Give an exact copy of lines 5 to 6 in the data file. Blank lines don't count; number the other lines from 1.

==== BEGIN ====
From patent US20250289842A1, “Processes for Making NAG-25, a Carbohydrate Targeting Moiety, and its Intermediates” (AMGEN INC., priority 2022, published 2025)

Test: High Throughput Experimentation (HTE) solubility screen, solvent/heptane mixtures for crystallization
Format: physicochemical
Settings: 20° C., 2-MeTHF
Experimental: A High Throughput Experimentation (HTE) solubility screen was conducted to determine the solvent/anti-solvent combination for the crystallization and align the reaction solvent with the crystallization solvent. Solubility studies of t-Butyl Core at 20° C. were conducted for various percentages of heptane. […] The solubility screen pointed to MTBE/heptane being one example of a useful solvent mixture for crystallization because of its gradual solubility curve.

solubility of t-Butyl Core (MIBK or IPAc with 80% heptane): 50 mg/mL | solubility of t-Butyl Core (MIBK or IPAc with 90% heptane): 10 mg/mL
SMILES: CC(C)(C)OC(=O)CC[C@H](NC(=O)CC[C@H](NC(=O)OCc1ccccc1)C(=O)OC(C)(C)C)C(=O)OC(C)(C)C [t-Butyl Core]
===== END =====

Experimental: A High Throughput Experimentation (HTE) solubility screen was conducted to determine the solvent/anti-solvent combination for the crystallization and align the reaction solvent with the crystallization solvent. Solubility studies of t-Butyl Core at 20° C. were conducted for various percentages of heptane. […] The solubility screen pointed to MTBE/heptane being one example of a useful solvent mixture for crystallization because of its gradual solubility curve.

solubility of t-Butyl Core (MIBK or IPAc with 80% heptane): 50 mg/mL | solubility of t-Butyl Core (MIBK or IPAc with 90% heptane): 10 mg/mL